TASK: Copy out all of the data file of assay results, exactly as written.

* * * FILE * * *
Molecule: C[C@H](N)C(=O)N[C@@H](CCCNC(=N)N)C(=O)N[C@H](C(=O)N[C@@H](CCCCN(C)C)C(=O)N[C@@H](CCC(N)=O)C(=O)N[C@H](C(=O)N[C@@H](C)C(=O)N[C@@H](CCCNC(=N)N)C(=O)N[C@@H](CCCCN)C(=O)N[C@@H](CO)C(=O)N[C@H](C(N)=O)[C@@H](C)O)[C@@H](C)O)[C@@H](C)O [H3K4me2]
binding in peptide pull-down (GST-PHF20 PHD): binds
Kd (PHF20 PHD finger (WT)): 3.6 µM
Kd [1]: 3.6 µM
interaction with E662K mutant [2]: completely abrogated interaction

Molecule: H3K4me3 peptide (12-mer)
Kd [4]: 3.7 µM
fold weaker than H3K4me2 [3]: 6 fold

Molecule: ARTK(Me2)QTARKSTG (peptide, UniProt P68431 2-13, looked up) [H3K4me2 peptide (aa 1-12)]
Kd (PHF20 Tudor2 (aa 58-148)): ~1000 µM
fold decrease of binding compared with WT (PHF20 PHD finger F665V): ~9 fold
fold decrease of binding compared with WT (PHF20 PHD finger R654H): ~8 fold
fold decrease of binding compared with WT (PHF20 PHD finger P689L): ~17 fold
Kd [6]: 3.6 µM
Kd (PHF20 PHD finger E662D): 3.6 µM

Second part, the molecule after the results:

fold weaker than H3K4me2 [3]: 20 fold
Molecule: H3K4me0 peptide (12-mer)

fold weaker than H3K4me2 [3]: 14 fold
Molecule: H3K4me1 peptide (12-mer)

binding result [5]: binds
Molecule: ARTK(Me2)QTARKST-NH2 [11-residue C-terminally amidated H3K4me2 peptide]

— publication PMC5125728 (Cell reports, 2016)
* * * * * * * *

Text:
Molecule: C[C@H](N)C(=O)N[C@@H](CCCNC(=N)N)C(=O)N[C@H](C(=O)N[C@@H](CCCCN(C)C)C(=O)N[C@@H](CCC(N)=O)C(=O)N[C@H](C(=O)N[C@@H](C)C(=O)N[C@@H](CCCNC(=N)N)C(=O)N[C@@H](CCCCN)C(=O)N[C@@H](CO)C(=O)N[C@H](C(N)=O)[C@@H](C)O)[C@@H](C)O)[C@@H](C)O [H3K4me2]
binding in peptide pull-down (GST-PHF20 PHD): binds
Kd (PHF20 PHD finger (WT)): 3.6 µM
Kd [1]: 3.6 µM
interaction with E662K mutant [2]: completely abrogated interaction

Molecule: H3K4me3 peptide (12-mer)
Kd [4]: 3.7 µM
fold weaker than H3K4me2 [3]: 6 fold

Molecule: ARTK(Me2)QTARKSTG (peptide, UniProt P68431 2-13, looked up) [H3K4me2 peptide (aa 1-12)]
Kd (PHF20 Tudor2 (aa 58-148)): ~1000 µM
fold decrease of binding compared with WT (PHF20 PHD finger F665V): ~9 fold
fold decrease of binding compared with WT (PHF20 PHD finger R654H): ~8 fold
fold decrease of binding compared with WT (PHF20 PHD finger P689L): ~17 fold
Kd [6]: 3.6 µM
Kd (PHF20 PHD finger E662D): 3.6 µM

Second part, the molecule after the results:

fold weaker than H3K4me2 [3]: 20 fold
Molecule: H3K4me0 peptide (12-mer)

fold weaker than H3K4me2 [3]: 14 fold
Molecule: H3K4me1 peptide (12-mer)

binding result [5]: binds
Molecule: ARTK(Me2)QTARKST-NH2 [11-residue C-terminally amidated H3K4me2 peptide]

— publication PMC5125728 (Cell reports, 2016)